A Religious Question

Is the universe designed? Is the cup half full or half empty? The question of cosmic design is not strictly a scientific one. It is of the nature of science to seek natural (as contrasted with <!g>transcendent or ultimate) explanations for natural phenomena. It is in the effort to discover the foundational order of the cosmos, its most basic laws, that a transcendent domain is approached (but not necessarily a transcendent orderer).  The answer to the question of cosmic design, yes or no, is a religious interpretation of what can be known or reasonably believed about the structure and history of the cosmos rather than a direct conclusion required by that structure and history. It is a religious interpretation because the religious quest, in its most generic sense, addresses the question of personal meaning in the midst of all the dimensions of our experience of life. To be sure, the credibility of particular religious claims must be judged in relation to what we know reliably about the structure and history of the cosmos. But it seems to be a distinguishing feature of human nature that we as a species do make such claims.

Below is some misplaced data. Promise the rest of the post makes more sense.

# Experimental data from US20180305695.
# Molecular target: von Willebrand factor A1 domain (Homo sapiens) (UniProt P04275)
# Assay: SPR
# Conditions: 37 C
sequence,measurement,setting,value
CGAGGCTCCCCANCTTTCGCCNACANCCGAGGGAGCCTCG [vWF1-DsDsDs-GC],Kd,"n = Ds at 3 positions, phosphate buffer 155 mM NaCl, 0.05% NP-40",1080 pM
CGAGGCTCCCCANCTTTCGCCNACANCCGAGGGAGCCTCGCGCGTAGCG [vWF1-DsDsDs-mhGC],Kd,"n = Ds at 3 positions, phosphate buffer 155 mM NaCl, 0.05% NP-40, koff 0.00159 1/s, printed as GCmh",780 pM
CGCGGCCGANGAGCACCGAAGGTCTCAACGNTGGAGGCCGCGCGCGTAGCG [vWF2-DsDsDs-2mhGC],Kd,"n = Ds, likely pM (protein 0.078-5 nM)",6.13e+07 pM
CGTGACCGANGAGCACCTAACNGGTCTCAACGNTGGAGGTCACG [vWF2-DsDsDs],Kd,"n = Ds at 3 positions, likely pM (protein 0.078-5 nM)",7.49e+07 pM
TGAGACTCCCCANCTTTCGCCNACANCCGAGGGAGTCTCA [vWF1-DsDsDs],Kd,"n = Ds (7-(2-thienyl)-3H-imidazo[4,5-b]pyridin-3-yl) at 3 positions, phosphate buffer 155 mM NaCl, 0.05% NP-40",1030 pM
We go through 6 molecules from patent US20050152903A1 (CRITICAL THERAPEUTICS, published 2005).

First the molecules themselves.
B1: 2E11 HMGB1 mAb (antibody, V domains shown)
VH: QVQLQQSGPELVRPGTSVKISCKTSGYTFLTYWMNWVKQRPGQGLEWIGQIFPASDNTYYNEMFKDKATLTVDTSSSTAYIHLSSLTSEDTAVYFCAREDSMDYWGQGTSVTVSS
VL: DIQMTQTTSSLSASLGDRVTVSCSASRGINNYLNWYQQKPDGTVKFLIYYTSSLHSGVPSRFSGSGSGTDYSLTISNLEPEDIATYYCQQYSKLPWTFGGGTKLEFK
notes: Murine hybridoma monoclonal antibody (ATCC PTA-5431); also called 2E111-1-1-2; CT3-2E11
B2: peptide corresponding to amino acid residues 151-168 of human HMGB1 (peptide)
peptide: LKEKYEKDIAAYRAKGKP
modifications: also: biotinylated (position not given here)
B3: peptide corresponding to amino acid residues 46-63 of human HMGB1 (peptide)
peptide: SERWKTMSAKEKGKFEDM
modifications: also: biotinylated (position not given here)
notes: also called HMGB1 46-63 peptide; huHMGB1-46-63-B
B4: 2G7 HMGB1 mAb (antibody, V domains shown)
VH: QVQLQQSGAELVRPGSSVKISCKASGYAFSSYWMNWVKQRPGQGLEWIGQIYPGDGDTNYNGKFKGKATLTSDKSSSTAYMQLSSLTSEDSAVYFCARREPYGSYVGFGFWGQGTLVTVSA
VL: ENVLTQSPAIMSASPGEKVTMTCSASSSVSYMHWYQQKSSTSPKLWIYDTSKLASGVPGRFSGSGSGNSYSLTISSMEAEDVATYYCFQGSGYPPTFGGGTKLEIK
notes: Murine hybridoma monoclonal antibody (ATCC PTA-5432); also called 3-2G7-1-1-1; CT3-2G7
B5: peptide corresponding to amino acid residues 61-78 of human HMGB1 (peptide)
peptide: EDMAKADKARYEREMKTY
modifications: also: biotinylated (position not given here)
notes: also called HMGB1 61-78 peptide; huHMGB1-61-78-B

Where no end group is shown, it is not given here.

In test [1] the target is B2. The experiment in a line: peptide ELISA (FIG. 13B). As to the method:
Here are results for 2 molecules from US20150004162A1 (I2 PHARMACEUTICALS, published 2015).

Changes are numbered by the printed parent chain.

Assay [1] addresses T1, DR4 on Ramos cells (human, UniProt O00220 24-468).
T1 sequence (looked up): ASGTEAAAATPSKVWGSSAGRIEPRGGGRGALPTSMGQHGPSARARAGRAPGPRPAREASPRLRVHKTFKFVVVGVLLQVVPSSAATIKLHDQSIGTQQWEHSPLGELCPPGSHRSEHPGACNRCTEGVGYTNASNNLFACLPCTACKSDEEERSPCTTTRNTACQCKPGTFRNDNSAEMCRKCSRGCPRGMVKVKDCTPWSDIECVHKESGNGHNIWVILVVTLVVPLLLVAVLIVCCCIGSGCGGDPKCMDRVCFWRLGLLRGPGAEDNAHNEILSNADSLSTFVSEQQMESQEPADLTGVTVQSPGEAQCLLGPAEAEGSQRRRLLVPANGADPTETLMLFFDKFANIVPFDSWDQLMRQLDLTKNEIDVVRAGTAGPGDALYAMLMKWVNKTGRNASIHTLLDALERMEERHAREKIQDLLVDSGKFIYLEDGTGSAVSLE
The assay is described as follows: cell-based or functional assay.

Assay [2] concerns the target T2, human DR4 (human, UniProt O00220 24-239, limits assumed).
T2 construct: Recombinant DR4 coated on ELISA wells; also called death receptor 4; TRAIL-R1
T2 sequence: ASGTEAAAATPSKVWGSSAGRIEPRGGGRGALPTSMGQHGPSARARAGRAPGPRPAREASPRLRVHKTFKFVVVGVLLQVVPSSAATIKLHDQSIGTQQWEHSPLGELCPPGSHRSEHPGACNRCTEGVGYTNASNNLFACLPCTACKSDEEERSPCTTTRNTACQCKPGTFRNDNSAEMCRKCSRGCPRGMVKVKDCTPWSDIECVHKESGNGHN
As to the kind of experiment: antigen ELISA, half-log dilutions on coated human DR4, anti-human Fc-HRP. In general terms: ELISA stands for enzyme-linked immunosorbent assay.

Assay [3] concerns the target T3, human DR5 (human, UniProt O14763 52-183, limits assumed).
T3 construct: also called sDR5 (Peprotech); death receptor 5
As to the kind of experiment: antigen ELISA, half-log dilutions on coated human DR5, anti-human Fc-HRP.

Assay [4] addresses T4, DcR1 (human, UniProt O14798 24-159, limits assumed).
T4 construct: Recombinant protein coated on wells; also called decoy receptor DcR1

In the end the papers in this volume do not answer the cosmic questions they consider. In the final account, perhaps we are not all that different from our hominid ancestors who first looked at the heavens and wondered. If anything, we today have access to a richer, more varied and complex vision than they did. Yet like them we are drawn to the question: What does it all mean? Even if we say, “Nothing,” we have expressed a religious stance in the midst of the cosmos.

Contributed by: Dr. <!g>Jim Miller

Topic Sets Available

AAAS Report on Stem-Cells

AstroTheology: Religious Reflections on Extraterrestrial Life Forms

Agency: Human, Robotic and Divine
Becoming Human: Brain, Mind, Emergence
Big Bang Cosmology and Theology (GHC)